Module support is the big thing in latest version of Google’s cloud-tastic language Go

Module support is the big thing in latest version of Google’s cloud-tastic language Go

Docker, Kubernetes, Prometheus – most of the major containerisation infrastructure projects are written in Google’s programming language Go. A new release is therefore always worth looking into.

Newly available Version 1.11 is the first to contain experimental support for the so-called module concept. It is described as an alternative to GOPATH and is supposed to create more reliable and reproducible builds. Modules include lightweight version dependency information and package distribution support. Since it’s still in its early days, the addition is likely to see changes with the next release. Nevertheless, the documentation promises that converted projects will continue to work with Go 1.12 and later versions.

To locate and load Go source code packages, Go 1.11 offers a new tool called packages. The tool replaces go/build in a number of ways, because the API of the older package isn’t fully capable of working with modules. Users building custom GOPATH trees by means other than go get will run into problems importing paths containing the @-symbol. The latter is now disallowed when using the go command, since the module support assigns special meaning to the symbol in command line operations.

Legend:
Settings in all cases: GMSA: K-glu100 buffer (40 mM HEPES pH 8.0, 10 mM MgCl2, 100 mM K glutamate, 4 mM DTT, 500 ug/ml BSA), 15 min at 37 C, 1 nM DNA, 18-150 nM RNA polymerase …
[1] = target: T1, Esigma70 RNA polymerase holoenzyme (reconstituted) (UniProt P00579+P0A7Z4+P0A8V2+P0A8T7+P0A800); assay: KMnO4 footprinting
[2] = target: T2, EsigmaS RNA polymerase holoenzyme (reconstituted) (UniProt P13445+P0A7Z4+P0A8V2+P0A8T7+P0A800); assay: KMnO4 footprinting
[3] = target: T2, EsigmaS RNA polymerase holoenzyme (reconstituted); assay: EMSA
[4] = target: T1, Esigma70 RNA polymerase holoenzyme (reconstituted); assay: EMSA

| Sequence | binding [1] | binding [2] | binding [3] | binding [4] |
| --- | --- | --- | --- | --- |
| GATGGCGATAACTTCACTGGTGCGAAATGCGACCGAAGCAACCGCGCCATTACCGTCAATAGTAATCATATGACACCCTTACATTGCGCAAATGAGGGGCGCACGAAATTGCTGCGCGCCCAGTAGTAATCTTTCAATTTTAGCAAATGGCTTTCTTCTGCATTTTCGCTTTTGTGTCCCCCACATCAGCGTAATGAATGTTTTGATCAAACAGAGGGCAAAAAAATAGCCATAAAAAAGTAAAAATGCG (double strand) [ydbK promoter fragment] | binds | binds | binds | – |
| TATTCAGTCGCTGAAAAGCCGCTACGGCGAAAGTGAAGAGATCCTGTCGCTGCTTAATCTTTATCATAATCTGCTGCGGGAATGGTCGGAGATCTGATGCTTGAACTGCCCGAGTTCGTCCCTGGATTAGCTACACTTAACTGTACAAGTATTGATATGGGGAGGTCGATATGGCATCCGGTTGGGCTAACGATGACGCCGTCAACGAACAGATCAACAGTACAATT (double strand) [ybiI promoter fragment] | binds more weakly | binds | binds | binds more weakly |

Another experimental addition is the port to WebAssembly. With it, Go programs can be compiled to WebAssembly modules that include the language’s runtime. To be able to call into JavaScript, there’s also a syscall/js package available. Go’s compiler toolchain can now handle column information in line directives and uses a new package export data format. It also produces better debugging information for optimised binaries and does a few optimisation steps to make programs run faster. A user annotation API offers a way to record application level information in execution traces and group goroutines.

The language specification remains unchanged and there are only minor updates in the core library. The runtime, however, comes with a new sparse heap layout, getting rid of the 512GiB Go heap limit. To help compatibility with future versions of macOS and iOS, it also stopped calling the kernel of those systems directly, but uses instead.

A bit more context

Go was Google’s attempt to combine the efficiency and safety of statically typed, compiled languages with the ease of programming of an interpreted, dynamically typed language. It is now especially popular in the cloud computing space, and sees more usage thanks to infrastructure projects such as Docker and Kubernetes. Docker’s developers decided on Go because of it being perceived as “neutral” and its static compilation, asynchronous primitives, low-level interfaces, and extensive standard library.

To promote the language’s usage for cloud projects even more, the Go team released a library and tools for developing portable cloud applications called Go Cloud in July 2018.